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25021 - State Farm Mutual Auto Ins. Co. v. Bookert

Shearouse Adv. Sh. No.
S.E. 2d

THE STATE OF SOUTH CAROLINA

In The Supreme Court

State Farm Mutual

Automobile Insurance

Company, Petitioner,

v.

Mary Ann Bookert and

Michael Bookert, Respondents.

ON WRIT OF CERTIORARI TO THE

COURT OF APPEALS

Appeal From Richland County

L. Henry McKellar, Circuit Court Judge

Opinion No. 25021

Heard June 8, 1999 - Filed November 22, 1999

. REVERSED

John U. Bell, C. Mitchell Brown and William C.

Wood, Jr., all of Nelson, Mullins, Riley &

Scarborough, L.L.P., of Columbia, for petitioner.

H. Patterson McWhirter, Stacey H. Tarte and

Stephen B. Samuels, all of McWhirter, Bellinger &

Associates, of Columbia, for respondents.

p.40


STATE FARM MUT. AUTO. INS. CO. v. BOOKERT

PER CURIAM: We granted certiorari to review the Court of

Appeals' decision in State Farm Mutual Ins. Co. v. Bookert, 330 S.C. 221,

499 S.E.2d 480 (Ct.App. 1997). We reverse.

State Farm brought this declaratory judgment action to determine the

extent of coverage it owed under the underinsured motorist provision of an

automobile policy issued to respondent Mary Bookert (Mary). The parties

stipulated to these facts: Mary's son, respondent Michael Bookert, is an

insured under Mary's policy. Michael and some friends stopped at a

Hardee's, where two soldiers and about fifteen other young men became

involved in an altercation. Michael and his friends left and went to a

McDonald's, as did some of the fifteen men from Hardee's. The two soldiers,

who were armed, picked up a third soldier and drove to the McDonald's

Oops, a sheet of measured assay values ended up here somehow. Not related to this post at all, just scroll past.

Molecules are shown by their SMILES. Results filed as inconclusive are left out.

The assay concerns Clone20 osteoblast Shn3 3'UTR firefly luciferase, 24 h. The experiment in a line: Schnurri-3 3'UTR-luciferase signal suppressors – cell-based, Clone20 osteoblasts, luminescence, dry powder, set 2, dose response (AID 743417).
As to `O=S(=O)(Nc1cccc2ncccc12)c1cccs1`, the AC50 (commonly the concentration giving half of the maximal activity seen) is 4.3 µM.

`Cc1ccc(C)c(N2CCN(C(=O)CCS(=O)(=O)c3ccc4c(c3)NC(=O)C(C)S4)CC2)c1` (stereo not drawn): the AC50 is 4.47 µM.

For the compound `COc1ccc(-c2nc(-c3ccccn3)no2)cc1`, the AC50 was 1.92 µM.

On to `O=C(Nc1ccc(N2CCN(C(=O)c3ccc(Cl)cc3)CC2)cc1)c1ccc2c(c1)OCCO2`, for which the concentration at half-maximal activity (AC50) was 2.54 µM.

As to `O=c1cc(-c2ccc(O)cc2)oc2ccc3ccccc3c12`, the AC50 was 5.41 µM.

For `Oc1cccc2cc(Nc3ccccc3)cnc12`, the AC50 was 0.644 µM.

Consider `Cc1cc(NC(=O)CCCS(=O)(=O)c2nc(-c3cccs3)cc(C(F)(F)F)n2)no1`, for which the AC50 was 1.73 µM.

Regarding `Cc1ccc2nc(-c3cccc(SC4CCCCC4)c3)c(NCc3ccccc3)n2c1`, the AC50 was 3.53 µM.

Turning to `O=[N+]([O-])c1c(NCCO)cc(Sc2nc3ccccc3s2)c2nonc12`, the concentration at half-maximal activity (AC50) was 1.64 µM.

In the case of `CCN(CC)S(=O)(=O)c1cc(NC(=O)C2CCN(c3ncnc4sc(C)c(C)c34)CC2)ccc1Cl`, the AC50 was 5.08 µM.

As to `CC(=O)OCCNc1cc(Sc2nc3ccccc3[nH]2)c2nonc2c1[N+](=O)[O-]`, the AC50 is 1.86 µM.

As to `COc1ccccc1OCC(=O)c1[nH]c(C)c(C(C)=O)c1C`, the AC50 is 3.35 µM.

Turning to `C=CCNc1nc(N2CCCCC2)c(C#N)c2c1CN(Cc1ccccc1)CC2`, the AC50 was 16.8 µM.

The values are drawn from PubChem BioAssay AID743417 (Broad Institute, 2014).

where they circled the parking lot, looking for the Hardee's men. As Michael

was about to go in the restaurant, he heard the soldiers yelling, and turned

in their direction. The soldiers' vehicle was stopped in the traffic lane with

its motor running, one soldier in the back holding a shotgun while the front

passenger brandished a handgun. The vehicle jerked forward, the soldier

wielding the shotgun fell, and fired his gun. Michael was not hit by the

shotgun pellets, but while the vehicle was still moving forward, the

passenger fired the handgun striking Michael with a bullet in each leg.

The circuit court granted Michael and Mary summary judgment, and

the Court of Appeals affirmed.

After the Court of Appeals handed down its opinion, we decided State

Farm Fire & Casualty Co. v. Aytes, 332 S.C. 30, 503 S.E.2d 744 (1998). In

Aytes, we restated the three part test for determining whether an

individual's personal injuries arise out of the "ownership, maintenance, or

use" of an automobile such that they are covered by an automobile insurance

policy. The three part test is met when:

1. There exists a causal connection between the vehicle and the

injury; and

2. No act of independent significance breaks the causal link; and

3. The vehicle is being used for transportation at the time of the

assault.

p.41


STATE FARM MUT. AUTO. INS. CO. v. BOOKERT

Aytes reiterated the components of the causal connection requirement. In

this context, causal connection means:

a. the vehicle was an "active accessory" to the assault; and

b. something less than proximate cause but more than mere site

of the injury; and

c. that the "injury must be foreseeably identifiable with the

normal use of the automobile."

We find Mary's policy does not cover Michael's injuries because they

are not "foreseeably identifiable with the normal use of an automobile."

State Farm Fire & Casually Co. v. Aytes, supra. Accordingly, the decision of

the Court of Appeals is

REVERSED.

C.J.

A.J.

A.J.

A.J.

A.J.

p.42